The Pain Of Veteran’s Day
By Anna Hessel
Is It Enough?
We often see flags waving on porches across our country and special social media posts of the Vietnam Veterans Memorial wall, or the Tomb of the Unknown Soldier, or one of the National Cemeteries, with prayers or poems on Veterans and Memorial Day in honor of those who have served our nation. There are many restaurants that offer free meals, movie theaters offering complimentary admissions, and other giveaways to vets on November 11th, and a national hair care chain offers free haircuts as a thank you for veterans; often our former and current servicemen and women are asked to stand for a round of applause at sporting and concert events, but are these accolades enough?
The Tragedy of PTSD
How are we really taking care of those service women and men who suffer from PTSD (Post-Traumatic Stress Disorder)? Many of our veterans return home to find they have no home. More than 40,000 of those who have served our country are homeless. And PTSD is a major factor in causing homelessness. It is estimated that as many as 33% of veterans, suffer from this debilitating illness. Mental illness is a significant factor in homelessness among veterans.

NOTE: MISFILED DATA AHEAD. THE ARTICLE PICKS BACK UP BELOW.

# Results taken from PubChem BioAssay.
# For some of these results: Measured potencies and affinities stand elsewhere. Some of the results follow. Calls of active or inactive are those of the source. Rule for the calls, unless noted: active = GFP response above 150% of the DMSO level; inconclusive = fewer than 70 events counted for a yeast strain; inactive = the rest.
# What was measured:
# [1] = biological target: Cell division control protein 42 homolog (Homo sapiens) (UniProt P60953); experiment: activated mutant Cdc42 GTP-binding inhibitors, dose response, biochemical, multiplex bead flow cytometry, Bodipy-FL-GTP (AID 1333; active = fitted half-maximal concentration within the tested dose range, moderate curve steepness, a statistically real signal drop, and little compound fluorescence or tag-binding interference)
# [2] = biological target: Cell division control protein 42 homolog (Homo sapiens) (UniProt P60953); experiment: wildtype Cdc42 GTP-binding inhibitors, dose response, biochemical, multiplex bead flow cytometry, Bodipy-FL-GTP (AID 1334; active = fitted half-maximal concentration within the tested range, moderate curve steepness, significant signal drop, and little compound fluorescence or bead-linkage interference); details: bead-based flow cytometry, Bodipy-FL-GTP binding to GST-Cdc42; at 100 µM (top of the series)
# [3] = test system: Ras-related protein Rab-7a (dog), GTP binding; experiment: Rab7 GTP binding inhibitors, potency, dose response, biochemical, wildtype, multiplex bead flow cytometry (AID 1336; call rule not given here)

There are 3 main symptoms of this disorder. First, “arousal”: anger, difficulties with sleeping, or concentrating. Second, “reliving”: nightmares and flashbacks which can impede daily activities, and can lead to loss of employment income. Third, “avoidance”: a feeling of utter detachment from life and those around them, often leading to depression so severe it is not possible for the sufferer to function well enough to keep, a job or take care of a home.